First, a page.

1. STOP AAPI HATE, STOP AAPI HATE NAT’L REPORT, https://stopaapihate.org/2020-2021-nationalreport/. 2. See Anna Bauman, Asian Texans Establish Goals to Tackle Uptick in Hate Crimes, HOUS. CHRON., Mar. 23, 2021, updated Apr. 9, 2021, https://www.houstonchronicle.com/ news/houston-texas/texas/article/Asian-Texans-establishgoals-to-tackle-uptick-in-16047205.php. 3. For example, firearms purveyors across the country have reported a surge in the number of first-time purchases among Asian American customers. See Aaron Smith, More Asian-Americans Are Buying Guns for Protection from Hate Crimes, FORBES (Mar. 18, 2021), https://www.forbes.com/ sites/aaronsmith/2021/03/18/asian-americans-buy-gunsfor-protection-from-hate-crimes/?sh=5dd5c6da3edd. 4. Korematsu v. United States, 323 U.S. 214 (1944). 5. The history of the 19th century is replete with examples of mass lynchings perpetuated against Asian Americans. Some of the most egregious examples include the Massacre of Wyoming of 1885 (twenty-eight Chinese murdered, fifteen wounded, hundreds driven from their homes); the Massacre of Washington of 1885 (three Chinese murdered in Squak Valley with similar incidents occurring in Tacoma and Seattle); and the Massacre of Oregon of 1887 (thirty-four Chinese murdered; no one held accountable). 6. The authors thank H.C. Chang of McGehee, Chang, Landgraf, Feiler, for the historical research he provided for this article. They would also like to thank Mr. Chang for the efforts that he and OCA Greater Houston are undertaking to raise awareness of and identify solutions for the rise in AAPI hate incidents. 7. Five Children Killed as Gunman Attacks a California School, N.Y. TIMES, Jan. 18, 1989, at A-1. 8. Steven Yaccino et al., Gunman Kills 6 at a Sikh Temple Near Milwaukee, N.Y. Times, Aug. 5, 2012, at A-1, https://www. nytimes.com/2012/08/06/us/shooting-reported-at-templein-wisconsin.html. 9. CeFaan Kim, Asian American Mother Says She Was Spit at While Holding Baby, Called “Chinese Virus”, ABC 7 NY, WABC-TV (Mar. 11, 2021), https://abc7ny.com/womanspit-at-chinese-virus-possible-hate-crime-asian-americanassault/10405303/. 10. Courtney Vinopal, What We Know About the Atlanta Spa Shootings That Killed 8, Including 6 Asian Women, PBS NEWS HOUR (Mar. 17, 2021, 7:20 p.m., updated Mar. 19, 2021, 1:47 p.m.), https://www.pbs.org/newshour/nation/ what-we-know-about-the-atlanta-spa-shootings-thatkilled-8-including-6-asian-women. 11. E.g., Statement of President Joe Biden on Senate Passage of the COVID-19 Hate Crimes Act, The White House (Apr. 23, 2021), https://www.whitehouse.gov/briefing-room/statements-releases/2021/04/23/statement-of-president-joebiden-on-senate-passage-of-the-covid-19-hate-crimes-act/. 12. RONALD DWORKIN, LAW’S EMPIRE 413 (1986).
Winter Storm Uri The icy misery of the storm is still only the recent past, so insurance litigation, if there is going to be any arising out of the storm, has not yet begun in earnest. When and if litigation ensues, it will be another opportunity to apply Texas Insurance Code Chapter 542A. This statute became effective on September 1, 2017, and the common law interpreting the statute is still in the early stages of development. The statute applies to first-party claims arising “from damage to loss of covered property caused, wholly or partly, by forces of nature, including an earthquake or earth tremor, a wildfire, a flood, a tornado, lightning, a hurricane, hail, wind, a snowstorm, or a rainstorm.”3 Claimants must provide additional pre-suit notice and a mandatory opportunity for the insurer to re-inspect the loss.4 Insurers can accept the liability of an adjuster, a provision aimed at the improper joinder of in-state adjusters.5 Winter Storm Uri also serves as a reminder that policyholders should always be reviewing their insurance policies so that they understand what will be covered and what will not be covered. An insured is generally bound by the terms of the policy, whether he or she reads it or not.6 Practice of Insurance Law Like many other fields of law, attorneys practicing insurance law have had to quickly come up to speed in taking depositions by Zoom and other remote services providers. Given the cost savings, insurers and other large institutional clients are likely to prefer virtual depositions even after the pandemic subsides. Zoom is also helpful for some activities that are particular to insurance law. For example, appraisal umpires are holding remote hearings with appraisers. Video conferencing has many advantages over a conference call, or exchanges of emails, as in appraisals past. For example, in real time, appraisers can highlight and draw arrows on photographs, scroll through estimates, and present other supporting evidence.7 Finally, TexasBarCLE’s Insurance Law 101 and Advanced Insurance Law courses were recently rescheduled from June 2021 to September 29–October 1, 2021. The courses will be an excellent opportunity to stay informed on changes to insurance law coming out of this challenging year. Stephen P. Pate is a member at Cozen O’Connor in Houston. He has practiced first party insurance law for 36 years. He is a Regent in the American College of Coverage Counsel, an Advocate in the American Board of Trial Advocates, and a Member of the American Law Institute. Karl A. Schulz is a partner with Cozen O’Connor in its Houston office. He has extensive experience in first party property insurance and is widely published on the subject. Endnotes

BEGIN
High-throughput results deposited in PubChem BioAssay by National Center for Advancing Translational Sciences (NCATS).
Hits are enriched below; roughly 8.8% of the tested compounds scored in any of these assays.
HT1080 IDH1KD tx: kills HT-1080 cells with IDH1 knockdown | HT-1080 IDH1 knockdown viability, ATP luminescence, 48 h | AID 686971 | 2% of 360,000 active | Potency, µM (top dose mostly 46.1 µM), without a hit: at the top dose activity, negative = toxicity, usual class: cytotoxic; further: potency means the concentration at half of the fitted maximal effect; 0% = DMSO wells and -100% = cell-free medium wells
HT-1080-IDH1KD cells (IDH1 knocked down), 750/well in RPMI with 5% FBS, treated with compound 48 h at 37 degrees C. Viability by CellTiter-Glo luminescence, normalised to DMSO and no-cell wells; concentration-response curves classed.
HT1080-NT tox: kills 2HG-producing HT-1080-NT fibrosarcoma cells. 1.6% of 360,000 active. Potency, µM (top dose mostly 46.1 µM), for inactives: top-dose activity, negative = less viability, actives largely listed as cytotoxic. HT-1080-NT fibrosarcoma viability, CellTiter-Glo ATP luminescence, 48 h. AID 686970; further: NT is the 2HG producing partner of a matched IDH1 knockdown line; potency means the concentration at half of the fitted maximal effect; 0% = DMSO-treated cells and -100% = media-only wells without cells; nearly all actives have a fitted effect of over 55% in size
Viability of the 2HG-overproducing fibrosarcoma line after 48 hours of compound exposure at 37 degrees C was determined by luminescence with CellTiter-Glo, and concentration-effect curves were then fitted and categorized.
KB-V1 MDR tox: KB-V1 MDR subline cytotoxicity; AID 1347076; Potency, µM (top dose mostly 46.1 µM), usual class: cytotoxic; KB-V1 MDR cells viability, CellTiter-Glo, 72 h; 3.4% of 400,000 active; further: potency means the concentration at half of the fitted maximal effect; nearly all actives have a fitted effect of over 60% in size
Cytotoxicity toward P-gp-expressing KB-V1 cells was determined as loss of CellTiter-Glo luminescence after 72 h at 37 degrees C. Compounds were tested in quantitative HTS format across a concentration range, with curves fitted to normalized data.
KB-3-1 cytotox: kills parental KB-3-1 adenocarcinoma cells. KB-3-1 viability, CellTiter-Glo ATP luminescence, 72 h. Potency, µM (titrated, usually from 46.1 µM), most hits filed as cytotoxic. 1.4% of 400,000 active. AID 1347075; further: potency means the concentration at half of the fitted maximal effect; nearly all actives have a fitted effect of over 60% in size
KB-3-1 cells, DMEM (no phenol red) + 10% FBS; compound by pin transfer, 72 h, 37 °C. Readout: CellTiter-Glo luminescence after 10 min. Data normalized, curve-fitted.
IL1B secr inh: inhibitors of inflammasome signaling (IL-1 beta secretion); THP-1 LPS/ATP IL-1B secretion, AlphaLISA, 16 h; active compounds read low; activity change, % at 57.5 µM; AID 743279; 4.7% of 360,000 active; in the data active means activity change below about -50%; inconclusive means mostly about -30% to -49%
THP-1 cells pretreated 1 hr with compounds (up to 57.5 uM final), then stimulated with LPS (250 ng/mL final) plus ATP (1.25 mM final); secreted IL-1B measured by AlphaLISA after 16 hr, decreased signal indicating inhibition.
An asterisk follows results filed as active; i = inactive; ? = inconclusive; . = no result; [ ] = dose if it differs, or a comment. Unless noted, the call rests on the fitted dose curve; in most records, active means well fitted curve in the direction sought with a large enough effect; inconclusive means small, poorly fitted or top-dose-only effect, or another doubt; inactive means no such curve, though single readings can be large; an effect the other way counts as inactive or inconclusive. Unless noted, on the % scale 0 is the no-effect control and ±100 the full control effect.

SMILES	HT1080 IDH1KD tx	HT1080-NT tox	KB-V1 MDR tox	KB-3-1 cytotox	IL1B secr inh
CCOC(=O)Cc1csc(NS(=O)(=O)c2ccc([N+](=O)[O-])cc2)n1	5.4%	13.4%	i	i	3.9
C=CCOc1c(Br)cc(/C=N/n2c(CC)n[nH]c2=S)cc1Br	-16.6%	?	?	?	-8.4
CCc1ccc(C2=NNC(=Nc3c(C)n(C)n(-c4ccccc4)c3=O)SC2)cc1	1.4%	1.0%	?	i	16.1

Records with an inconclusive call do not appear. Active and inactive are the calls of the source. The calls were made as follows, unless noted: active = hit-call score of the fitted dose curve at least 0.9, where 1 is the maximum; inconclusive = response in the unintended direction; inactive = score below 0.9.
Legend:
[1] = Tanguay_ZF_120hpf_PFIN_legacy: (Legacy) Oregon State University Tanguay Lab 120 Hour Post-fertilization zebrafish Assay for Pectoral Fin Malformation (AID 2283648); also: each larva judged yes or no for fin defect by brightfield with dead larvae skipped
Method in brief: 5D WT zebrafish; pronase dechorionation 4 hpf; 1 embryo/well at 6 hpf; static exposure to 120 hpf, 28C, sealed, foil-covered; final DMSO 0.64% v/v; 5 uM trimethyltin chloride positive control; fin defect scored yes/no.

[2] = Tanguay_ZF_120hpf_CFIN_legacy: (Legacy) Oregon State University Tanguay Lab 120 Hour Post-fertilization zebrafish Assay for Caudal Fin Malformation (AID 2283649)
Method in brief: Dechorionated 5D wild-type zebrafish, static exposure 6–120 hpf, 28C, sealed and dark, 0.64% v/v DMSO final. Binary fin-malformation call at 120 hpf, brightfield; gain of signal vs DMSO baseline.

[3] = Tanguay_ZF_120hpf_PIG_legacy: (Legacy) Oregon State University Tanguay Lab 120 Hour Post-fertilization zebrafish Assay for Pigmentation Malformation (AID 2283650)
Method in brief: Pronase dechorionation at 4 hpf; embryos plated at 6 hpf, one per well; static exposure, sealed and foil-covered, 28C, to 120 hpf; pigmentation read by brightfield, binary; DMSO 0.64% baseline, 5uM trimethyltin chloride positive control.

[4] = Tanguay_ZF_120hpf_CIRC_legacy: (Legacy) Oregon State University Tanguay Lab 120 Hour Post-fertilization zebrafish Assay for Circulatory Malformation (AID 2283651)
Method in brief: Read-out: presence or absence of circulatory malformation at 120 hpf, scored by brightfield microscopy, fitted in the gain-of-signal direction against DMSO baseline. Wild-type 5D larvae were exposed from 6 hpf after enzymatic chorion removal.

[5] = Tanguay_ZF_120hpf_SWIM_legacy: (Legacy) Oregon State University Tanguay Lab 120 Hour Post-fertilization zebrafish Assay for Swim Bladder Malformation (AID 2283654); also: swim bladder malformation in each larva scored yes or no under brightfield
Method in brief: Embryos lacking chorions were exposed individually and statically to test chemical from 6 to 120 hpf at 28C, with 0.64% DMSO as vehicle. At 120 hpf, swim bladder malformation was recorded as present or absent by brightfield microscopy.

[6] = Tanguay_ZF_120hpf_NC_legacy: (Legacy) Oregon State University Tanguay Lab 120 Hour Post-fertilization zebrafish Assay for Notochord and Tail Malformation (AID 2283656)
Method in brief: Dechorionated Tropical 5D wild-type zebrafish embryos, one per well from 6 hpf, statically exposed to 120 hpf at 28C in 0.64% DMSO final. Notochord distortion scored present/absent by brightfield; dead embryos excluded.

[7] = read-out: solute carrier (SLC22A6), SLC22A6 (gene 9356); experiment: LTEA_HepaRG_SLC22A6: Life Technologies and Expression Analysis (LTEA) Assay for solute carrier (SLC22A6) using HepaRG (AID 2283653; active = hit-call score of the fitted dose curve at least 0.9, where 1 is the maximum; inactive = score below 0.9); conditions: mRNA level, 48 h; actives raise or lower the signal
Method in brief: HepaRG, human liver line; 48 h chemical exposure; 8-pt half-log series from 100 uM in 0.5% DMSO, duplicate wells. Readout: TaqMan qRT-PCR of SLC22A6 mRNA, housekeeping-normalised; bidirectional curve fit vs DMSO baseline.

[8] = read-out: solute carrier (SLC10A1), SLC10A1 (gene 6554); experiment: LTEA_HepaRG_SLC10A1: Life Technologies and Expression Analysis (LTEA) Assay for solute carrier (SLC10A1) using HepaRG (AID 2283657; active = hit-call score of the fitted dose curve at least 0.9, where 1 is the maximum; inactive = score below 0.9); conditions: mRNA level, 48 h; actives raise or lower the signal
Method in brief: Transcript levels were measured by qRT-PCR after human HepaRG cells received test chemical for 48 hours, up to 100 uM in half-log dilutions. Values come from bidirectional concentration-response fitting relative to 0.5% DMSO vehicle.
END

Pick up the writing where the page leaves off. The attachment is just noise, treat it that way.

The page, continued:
1. See e.g., Steiner Steakhouse, LLC v. Amco Ins. Co., No. 1:20-CV-858-LY, 2020 U.S. Dist. LEXIS 252012, *8 (W.D. Tex. Dec. 30, 2020). 2. See Selery Fulfillment, Inc. v. Colony Ins. Co., No. 4:20-cv0853, 2021 U.S. Dist. LEXIS 47483, *12 (E.D. Tex. Mar. 15, 2021). 3. TEX. INS. CODE ANN. § 542A.001(2)(C). 4. Id. §§ 542A.003–.004. 5. See id. § 542A.006; Koenig v. Unitrin Safeguard Ins. Co., No. SA-20-CV-00887-JKP-HJB, 2021 U.S. Dist. LEXIS 1703, *4 (W.D. Tex. Jan, 6, 2021). 6. Heritage Manor of Blaylock Props, Inc. v. Petersson, 677 S.W.2d 689, 691 (Tex. App.—Dallas 1984, writ ref’d n.r.e.); Howard v. Burlington Ins. Co., 347 S.W.3d 783, 792 (Tex. App.—Dallas 2011, no pet.). 7. See McGinty v. Hennen, 372 S.W.3d 625, 627 (Tex. 2012); Paschal v. Engle, No. 03-16-00043-CV, 2016 Tex. App. LEXIS 9161, *9 (Tex. App.—Austin Aug. 23, 2016, no pet.); Smith v. Overby, No., 04-15-00436-CV, 2016 Tex. App. LEXIS 9172, *17 (Tex. App.—San Antonio Aug. 24, 2016, no pet.).